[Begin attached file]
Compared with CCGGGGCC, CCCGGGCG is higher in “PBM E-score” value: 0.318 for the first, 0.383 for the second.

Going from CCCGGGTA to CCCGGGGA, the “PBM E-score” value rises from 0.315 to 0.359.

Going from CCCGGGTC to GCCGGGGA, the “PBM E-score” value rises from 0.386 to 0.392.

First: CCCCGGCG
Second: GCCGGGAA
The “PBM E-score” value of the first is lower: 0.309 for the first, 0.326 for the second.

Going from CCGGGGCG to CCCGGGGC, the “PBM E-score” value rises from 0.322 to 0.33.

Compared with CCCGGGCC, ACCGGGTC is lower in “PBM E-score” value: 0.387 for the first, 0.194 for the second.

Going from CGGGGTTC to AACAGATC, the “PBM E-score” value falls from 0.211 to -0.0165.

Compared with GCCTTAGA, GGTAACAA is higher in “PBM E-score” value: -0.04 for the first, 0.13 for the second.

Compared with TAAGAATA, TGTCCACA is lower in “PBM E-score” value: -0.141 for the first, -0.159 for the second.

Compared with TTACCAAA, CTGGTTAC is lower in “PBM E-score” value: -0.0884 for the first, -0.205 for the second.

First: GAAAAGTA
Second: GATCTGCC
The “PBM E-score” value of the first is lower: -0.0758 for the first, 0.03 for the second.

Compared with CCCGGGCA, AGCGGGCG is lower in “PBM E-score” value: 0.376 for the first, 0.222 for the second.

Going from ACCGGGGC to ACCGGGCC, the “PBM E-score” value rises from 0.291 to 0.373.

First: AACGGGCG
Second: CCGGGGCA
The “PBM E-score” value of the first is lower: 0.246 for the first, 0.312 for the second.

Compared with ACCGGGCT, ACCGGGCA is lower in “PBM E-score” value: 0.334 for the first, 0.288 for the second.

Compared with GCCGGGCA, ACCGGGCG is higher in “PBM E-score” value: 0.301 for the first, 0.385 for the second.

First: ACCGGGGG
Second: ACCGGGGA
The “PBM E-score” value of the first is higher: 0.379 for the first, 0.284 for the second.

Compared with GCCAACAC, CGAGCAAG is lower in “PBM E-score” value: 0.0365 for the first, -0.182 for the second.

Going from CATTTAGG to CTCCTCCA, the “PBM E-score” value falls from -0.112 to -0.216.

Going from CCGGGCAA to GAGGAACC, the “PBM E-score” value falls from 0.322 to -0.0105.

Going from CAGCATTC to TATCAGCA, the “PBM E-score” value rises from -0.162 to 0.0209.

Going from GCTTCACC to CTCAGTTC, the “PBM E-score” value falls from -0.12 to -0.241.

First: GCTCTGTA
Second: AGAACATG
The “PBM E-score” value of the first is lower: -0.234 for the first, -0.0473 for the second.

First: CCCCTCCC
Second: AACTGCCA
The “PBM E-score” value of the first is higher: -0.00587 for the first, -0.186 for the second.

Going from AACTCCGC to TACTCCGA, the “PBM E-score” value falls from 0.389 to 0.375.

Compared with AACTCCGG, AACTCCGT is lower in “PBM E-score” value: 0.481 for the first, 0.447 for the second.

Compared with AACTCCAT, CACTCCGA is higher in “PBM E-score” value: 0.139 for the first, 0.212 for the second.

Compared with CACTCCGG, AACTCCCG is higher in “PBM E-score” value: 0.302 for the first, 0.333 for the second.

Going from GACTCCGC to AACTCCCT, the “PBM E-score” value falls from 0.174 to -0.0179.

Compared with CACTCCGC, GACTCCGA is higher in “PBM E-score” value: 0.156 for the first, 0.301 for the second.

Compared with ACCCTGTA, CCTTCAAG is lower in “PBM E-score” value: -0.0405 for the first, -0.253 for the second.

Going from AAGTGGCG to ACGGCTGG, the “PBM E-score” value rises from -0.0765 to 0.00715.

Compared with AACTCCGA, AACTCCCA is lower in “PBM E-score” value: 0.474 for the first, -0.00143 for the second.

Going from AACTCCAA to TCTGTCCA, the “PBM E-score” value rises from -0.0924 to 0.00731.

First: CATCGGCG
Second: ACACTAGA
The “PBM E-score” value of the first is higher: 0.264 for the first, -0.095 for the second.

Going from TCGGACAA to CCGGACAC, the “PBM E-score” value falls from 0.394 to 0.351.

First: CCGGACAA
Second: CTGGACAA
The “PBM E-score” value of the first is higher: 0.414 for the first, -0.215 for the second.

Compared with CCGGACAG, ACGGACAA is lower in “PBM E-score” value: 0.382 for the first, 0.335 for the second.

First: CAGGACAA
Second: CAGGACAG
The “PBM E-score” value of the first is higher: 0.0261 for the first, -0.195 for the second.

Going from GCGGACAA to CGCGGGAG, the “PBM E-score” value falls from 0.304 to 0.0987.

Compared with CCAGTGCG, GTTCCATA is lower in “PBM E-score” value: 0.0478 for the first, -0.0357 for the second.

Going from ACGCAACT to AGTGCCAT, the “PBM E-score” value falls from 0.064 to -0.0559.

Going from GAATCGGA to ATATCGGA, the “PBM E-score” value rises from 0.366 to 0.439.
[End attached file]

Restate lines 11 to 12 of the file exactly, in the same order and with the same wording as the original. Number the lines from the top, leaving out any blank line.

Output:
Compared with TAAGAATA, TGTCCACA is lower in “PBM E-score” value: -0.141 for the first, -0.159 for the second.

Compared with TTACCAAA, CTGGTTAC is lower in “PBM E-score” value: -0.0884 for the first, -0.205 for the second.